Ayin: This stanza prays that God would vindicate His own justice in the face of His law broken by His own people, who seem to get away with their rebellion.
Pe: The poet expresses longing and wonder for God’s word that gives light and understanding. He weeps because people rebel against His law (136)
Tsadeh: The poet humbly recognizes that God and His law are righteous because God is faithful. Despite suffering, he delights in God’s law.
In the first of these three stanzas, God’s laws are ignored, and His people are oppressed. The poet asks God to act for him; he is His servant and can only ask, but with boldness: It is time for the Lord to act, for Your law has been broken. (126)
The stanza marked “Pe” sees the poet’s amazement at God’s law, calling it ‘wonderful’ not in the flabby sense that this word has become, but ‘full of wonder’, ‘supernatural’. Only in trust that God will direct his steps in obedience will the riches of His Word be revealed.
The last stanza reveals God’s righteousness – He is completely just and will never exploit or abuse, and He keeps His promises. The poet humbly trusts God, remembering to keep His law despite trouble within and without.
To our ‘authority-averse culture’ (Keller), the law of God seems so arbitrary, unfair. ‘Righteousness’ is equated with ‘self-righteousness’ and misses the point completely of who God is. The oppressive nature of the world around us, unpunished corruption, war and rumours of war, disease, ‘alternative’ just about everything, is enough to make anyone not get up in the morning.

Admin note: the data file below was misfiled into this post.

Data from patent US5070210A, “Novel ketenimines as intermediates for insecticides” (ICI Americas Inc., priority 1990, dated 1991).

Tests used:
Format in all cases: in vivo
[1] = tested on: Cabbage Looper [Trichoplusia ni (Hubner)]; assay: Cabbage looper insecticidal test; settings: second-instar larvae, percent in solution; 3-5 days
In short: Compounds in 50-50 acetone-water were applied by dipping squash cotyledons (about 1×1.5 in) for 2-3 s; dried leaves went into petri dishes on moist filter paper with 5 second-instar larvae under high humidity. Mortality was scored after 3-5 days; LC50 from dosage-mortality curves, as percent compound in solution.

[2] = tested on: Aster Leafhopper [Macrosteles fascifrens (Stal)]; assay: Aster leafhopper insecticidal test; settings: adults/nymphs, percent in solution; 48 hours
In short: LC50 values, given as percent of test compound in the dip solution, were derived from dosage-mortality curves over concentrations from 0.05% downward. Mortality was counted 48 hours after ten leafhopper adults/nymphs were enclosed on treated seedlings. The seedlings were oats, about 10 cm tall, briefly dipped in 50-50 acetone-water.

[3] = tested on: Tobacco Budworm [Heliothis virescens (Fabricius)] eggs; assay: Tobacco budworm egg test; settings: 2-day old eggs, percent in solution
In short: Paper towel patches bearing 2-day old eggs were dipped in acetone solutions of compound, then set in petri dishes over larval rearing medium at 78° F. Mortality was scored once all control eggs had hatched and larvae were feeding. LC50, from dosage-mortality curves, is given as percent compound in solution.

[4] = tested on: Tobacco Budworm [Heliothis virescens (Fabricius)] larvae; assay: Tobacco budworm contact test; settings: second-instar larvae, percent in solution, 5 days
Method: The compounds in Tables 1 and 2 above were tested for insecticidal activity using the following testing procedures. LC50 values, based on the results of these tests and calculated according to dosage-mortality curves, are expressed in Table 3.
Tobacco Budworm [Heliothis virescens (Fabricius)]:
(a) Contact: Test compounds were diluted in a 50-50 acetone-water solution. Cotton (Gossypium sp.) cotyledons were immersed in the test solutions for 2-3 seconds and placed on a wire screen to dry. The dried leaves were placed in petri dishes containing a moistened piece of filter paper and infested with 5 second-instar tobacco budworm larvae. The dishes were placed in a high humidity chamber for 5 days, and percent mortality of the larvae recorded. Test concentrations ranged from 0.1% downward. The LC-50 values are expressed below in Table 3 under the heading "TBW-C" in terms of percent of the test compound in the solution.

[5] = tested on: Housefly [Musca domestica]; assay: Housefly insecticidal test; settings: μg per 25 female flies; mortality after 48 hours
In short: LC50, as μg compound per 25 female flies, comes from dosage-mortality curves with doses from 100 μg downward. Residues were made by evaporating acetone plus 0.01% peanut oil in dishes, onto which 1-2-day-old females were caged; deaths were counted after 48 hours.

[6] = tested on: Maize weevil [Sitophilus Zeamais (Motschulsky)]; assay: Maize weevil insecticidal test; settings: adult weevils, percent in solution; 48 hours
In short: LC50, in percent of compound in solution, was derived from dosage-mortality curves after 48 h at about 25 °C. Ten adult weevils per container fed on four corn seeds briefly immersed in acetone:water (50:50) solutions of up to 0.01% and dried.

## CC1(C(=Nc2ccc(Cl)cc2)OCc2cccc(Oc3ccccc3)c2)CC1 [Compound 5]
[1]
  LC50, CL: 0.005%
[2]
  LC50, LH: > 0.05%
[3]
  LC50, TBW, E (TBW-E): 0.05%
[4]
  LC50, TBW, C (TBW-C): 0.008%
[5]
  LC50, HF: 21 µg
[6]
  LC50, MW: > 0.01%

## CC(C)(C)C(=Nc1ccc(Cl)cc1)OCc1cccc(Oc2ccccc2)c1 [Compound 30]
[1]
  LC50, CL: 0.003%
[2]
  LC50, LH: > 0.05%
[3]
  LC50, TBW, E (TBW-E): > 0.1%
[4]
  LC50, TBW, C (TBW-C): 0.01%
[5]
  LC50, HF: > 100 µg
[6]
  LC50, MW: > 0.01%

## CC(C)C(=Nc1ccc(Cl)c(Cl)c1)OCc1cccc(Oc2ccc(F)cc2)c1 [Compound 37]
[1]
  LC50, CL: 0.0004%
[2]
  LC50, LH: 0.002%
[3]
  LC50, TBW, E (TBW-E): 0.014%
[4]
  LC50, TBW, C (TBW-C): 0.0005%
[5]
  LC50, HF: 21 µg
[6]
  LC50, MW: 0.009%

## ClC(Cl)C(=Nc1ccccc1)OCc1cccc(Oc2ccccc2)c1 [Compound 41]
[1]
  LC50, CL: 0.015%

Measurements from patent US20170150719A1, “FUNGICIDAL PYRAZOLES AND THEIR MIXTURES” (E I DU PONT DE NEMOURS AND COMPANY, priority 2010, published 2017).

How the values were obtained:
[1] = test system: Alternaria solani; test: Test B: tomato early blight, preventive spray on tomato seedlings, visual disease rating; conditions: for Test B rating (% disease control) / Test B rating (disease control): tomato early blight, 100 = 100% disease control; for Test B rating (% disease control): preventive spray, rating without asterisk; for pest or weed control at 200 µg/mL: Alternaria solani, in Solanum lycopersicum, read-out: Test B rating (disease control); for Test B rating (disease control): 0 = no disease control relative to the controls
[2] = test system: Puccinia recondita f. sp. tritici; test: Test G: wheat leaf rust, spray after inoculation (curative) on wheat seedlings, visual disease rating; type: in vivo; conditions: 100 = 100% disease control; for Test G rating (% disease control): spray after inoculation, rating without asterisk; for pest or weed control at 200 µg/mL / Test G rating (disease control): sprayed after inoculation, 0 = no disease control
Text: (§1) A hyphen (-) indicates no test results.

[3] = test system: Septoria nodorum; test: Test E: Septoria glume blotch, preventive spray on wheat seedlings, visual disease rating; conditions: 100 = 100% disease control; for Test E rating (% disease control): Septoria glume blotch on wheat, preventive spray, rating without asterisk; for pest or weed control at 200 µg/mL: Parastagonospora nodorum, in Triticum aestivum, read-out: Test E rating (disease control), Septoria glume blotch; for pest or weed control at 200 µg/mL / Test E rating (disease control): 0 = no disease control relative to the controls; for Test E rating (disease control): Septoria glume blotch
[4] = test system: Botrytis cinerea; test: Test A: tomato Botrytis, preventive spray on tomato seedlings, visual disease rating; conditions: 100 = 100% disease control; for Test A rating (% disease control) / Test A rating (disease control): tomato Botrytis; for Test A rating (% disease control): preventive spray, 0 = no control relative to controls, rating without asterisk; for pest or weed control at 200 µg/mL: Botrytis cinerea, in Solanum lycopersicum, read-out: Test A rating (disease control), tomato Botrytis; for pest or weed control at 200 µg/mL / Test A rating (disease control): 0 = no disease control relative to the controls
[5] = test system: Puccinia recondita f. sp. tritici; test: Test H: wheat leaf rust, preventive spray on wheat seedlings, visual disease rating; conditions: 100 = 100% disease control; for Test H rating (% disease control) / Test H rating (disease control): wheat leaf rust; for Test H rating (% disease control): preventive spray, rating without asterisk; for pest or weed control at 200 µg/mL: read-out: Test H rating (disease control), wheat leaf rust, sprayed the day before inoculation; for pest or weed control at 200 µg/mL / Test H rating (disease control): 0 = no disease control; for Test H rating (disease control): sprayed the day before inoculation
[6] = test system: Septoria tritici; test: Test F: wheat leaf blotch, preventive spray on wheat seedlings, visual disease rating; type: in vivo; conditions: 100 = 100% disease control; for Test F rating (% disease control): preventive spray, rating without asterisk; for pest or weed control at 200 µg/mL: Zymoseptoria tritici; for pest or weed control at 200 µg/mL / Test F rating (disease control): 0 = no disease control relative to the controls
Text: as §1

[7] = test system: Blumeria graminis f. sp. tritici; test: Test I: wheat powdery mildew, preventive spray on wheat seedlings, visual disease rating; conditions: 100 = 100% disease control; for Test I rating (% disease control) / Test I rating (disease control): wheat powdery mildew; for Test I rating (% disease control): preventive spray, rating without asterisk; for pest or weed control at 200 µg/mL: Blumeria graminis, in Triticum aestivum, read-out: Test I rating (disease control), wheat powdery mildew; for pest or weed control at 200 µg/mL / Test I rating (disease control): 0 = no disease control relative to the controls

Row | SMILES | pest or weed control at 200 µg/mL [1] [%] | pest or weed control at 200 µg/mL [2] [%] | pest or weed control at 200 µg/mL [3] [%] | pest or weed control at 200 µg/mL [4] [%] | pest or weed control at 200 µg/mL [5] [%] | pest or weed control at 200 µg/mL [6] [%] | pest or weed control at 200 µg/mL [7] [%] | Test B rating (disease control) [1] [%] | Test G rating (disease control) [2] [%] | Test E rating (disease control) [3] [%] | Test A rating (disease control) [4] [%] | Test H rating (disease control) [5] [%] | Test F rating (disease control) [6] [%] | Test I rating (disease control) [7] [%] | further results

Yes, we have a God of righteousness and justice – and relentless love. To turn always to Him, asking for the Spirit to align our wills and hearts with His in prayer and earnest seeking, is what we do. But it requires change, daily, away from old habits of not attending worship, skimming the Word (or ignoring it altogether), skipping prayer and the means provided by our church – services, small groups, prayer teams for example. In the face of our careless spiritual laziness, we have His constant Presence, His supreme sacrifice to free us from what keeps us in a state of spiritual mediocrity, His abundant life to revitalize flagging faith. So we ask for His grace, listen for His instructions, then do His work to honour and bring Him joy. Best we do it together. No lone wolves, please.
Have I tried to get away with disobeying Your Word, hoping no one finds out, and without consequences? Do I weep over those I know and love (and who You know and love) who do not follow Your way? In tough times, do I turn to You and find that You are a delight, that makes it possible for me to praise?
Lord, I confess I take time only for the most superficial Bible study. I confess, also, that too often my heart has little desire to truly learn and love Your Word. I ask that by Your grace and Spirit, this entire Psalm will break my heart’s indifference. (Adapted from Tim Keller, The Songs of Jesus. 320)
Ayin (121-128) : Crown and Covenant - I’ve Judged Rightly
Pe (129-136): Crown and Covenant - Your Testimonies I Have Kept
Tsadhe (137-144): Crown and covenant - O Lord, You Are the Righteous One
In 2023, each week's blog is a follow-up reflection written by the preceding Sunday’s preacher to dig deeper into the sermon topic and explore engaging discussion questions.